Almost 4 years on from Repeal, the current abortion law is causing barriers to accessing abortion for many women and pregnant people in Ireland.
This year, the law is being reviewed for the first time and this is a unique opportunity to tackle these barriers and improve abortion access.
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Here are some of the issues with current legislation:
- Only 1 in 10 GPs (405 GPs in total) are providing abortion services in Ireland. Only 246 of these GPs are currently listed with MyOptions, the HSE's unplanned pregnancy support. There is a lack of abortion services in the North West Ireland and Sligo in particular has very limited access to abortion. Although GPs who provide early medical abortions are very committed, coverage remains a significant barrier to accessing abortion.
- Only just over half of maternity hospitals provide abortion services.
- Women in rural areas and from marginalised backgrounds face extra challenges in accessing abortion care.
- Access also remains particularly difficult for women and pregnant people facing the devastating news that their baby has a severe or fatal foetal anomaly. In 2020, the proportion of Irish residents travelling for a termination on these grounds increased, accounting for 1/3 of all those who travelled for abortion care.
The Abortion Review is made up of three strands:
- Public consulation: NWC chairs the Abortion Working Group and in March, we made a collective submission to the public consultation, available here.
- Consultation with service users: In July, the HSE published the Unplanned Pregnancy and Abortion Care (UnPAC) Study, which reported on findings from consultation with service users. The study recommended that the Abortion Review give particular consideration to the narrow qualifying criteria for access to care for fatal foetal anomalies and the "chilling effect" on healthcare providers of working within a criminal framework.
- Consultation with service providers: The objective of this research is to capture the views and experiences of service providers. The project is being led by Dr Deirdre Duffy and supported by a team of researchers
We expect the Abortion Review findings to be published in full in November. The report will include key recommendations for government to consider, and so now is a critical time to raise your voice for improved #abortionaccess in Ireland.
Here is what we are campaigning for:
- Review the 12-week limit and extend it into the second trimester: Abortion care, like all aspects of health care, should be decided in the context of a trusting and supportive doctor-patient relationship, whereby medical needs are met in line with clinical best practice and patient preferences.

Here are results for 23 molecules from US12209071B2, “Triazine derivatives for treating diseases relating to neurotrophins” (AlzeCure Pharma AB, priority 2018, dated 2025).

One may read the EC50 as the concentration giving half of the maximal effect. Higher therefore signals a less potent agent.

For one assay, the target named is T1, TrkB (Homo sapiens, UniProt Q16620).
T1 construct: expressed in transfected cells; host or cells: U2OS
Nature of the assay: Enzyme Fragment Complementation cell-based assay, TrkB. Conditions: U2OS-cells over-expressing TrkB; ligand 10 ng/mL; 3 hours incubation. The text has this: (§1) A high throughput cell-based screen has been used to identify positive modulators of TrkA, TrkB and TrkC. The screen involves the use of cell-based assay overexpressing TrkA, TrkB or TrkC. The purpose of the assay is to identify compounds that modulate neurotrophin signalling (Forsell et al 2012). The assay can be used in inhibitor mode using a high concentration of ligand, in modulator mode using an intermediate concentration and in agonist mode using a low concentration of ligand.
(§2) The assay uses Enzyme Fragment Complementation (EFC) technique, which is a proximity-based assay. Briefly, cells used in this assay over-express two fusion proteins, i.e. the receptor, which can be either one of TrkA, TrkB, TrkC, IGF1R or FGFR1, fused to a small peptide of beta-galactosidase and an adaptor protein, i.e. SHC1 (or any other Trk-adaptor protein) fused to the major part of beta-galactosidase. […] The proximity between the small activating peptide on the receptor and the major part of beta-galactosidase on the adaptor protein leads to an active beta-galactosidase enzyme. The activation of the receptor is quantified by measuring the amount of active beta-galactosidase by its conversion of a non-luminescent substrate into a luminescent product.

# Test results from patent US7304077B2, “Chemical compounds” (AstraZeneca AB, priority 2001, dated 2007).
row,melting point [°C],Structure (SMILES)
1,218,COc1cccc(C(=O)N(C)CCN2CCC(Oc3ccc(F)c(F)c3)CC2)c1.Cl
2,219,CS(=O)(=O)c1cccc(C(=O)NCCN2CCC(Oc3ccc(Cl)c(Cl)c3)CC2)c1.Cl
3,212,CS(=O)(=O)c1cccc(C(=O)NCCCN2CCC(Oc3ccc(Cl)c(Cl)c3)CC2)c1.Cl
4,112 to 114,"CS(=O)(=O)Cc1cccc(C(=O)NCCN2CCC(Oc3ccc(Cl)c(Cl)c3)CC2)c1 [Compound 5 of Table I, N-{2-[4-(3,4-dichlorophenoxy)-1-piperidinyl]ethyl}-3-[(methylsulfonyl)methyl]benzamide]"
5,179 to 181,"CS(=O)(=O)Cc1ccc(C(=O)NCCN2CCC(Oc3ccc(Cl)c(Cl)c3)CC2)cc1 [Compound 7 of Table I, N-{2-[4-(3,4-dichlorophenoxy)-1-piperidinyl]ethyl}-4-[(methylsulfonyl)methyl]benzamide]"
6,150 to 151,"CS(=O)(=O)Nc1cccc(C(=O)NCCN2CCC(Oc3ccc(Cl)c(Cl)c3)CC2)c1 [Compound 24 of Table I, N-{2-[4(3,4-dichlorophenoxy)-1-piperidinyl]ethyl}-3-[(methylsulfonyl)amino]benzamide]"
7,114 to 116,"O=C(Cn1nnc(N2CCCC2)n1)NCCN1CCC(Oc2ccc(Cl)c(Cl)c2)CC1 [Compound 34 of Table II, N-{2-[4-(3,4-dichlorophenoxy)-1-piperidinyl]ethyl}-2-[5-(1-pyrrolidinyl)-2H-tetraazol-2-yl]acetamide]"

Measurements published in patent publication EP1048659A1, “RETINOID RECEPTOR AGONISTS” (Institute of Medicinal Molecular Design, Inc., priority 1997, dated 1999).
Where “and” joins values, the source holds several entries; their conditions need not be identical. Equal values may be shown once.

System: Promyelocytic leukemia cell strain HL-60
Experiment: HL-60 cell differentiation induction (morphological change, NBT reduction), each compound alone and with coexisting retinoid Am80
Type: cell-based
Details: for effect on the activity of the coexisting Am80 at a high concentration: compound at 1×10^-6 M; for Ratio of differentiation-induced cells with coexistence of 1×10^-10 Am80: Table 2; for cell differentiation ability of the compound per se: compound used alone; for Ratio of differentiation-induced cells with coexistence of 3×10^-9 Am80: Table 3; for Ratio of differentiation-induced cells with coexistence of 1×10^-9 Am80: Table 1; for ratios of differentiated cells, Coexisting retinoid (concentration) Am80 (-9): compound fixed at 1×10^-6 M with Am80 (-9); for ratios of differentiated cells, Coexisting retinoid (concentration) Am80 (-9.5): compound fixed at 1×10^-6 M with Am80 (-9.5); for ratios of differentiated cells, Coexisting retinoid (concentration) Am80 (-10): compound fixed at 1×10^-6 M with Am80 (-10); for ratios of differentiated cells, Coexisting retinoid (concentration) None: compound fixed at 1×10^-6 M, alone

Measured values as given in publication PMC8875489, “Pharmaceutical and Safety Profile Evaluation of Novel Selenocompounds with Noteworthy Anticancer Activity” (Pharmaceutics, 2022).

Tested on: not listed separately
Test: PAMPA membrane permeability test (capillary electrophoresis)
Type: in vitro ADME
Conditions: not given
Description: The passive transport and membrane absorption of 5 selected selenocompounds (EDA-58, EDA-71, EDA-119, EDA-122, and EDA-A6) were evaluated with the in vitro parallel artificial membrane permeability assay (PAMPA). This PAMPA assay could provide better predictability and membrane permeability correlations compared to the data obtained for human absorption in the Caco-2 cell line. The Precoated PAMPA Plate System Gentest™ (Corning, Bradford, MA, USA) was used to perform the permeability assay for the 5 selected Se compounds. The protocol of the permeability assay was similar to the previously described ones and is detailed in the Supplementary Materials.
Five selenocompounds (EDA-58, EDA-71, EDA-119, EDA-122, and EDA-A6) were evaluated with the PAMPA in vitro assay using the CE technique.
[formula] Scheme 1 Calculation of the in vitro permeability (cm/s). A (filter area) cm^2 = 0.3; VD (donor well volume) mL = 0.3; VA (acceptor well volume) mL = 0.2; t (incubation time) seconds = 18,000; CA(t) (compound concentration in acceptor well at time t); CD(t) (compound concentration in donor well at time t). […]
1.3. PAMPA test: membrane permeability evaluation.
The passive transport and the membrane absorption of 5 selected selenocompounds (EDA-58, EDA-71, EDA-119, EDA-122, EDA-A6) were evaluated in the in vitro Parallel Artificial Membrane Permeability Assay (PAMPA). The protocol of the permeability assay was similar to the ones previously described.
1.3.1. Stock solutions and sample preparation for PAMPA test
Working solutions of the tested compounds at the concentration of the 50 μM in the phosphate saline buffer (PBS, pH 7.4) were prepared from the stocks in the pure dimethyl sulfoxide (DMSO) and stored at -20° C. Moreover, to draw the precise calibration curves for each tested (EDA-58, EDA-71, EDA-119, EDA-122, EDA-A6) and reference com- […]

- Remove obligatory 3-day wait: There is no medical purpose or value to the three-day waiting period. This restriction impedes doctors’ abilities to provide urgent care when required while also placing additional stress on women.
- Removal of the PPS number requirement: Abortion should be free at the point of access for all users, the PPS requirement creates an additional barrier for women and pregnant people of migrant background and those travelling from Northern Ireland who need to access care in Ireland.
- Remove 28-day limit: All women with a diagnosis of severe or fatal foetal anomaly should be guaranteed compassionate care in their own country. Cases of fatal foetal anomalies are rarely black and white - abortion legislation needs to allow for this nuance. It is unacceptable that many are still forced to travel for termination on medical grounds. Current law is failing women and pregnant people.
- Recognise abortion as a central aspect of healthcare and end the criminalisation of doctors: Abortion is recognised as an essential aspect of healthcare by the World Health Organisation. Doctors still face up to 14 years in prison if they provide abortion care outside the very specific circumstances laid out in Irish law. No other aspect of healthcare is criminalised in this manner The criminalisation of healthcare in Ireland has a ‘chilling effect’ and undermines doctor’s clinical judgement and professional expertise.
- Broaden coverage: Access to nationwide coverage of abortion services in primary care and maternity hospitals settings must be prioritised by the HSE.
- Introduce Safe Access Zones: No Safe Access Zones in Ireland means anyone who needs to access abortion is potentially subject to abuse and harassment.
- Contraception and Relationships and Sexuality Education (RSE): To realise the reproductive and sexual health rights of all, universal access to contraception and the development of a modern RSE curriculum must be addressed.
Will you support our #AbortionAccess campaign?
This is our moment to further stand with women and pregnant people and ensure that at this critical time for reproductive health and rights in Ireland, their voices and experiences are central to the provision of abortion care.
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For anyone affected by the issues discussed, there is information and support at myoptions.ie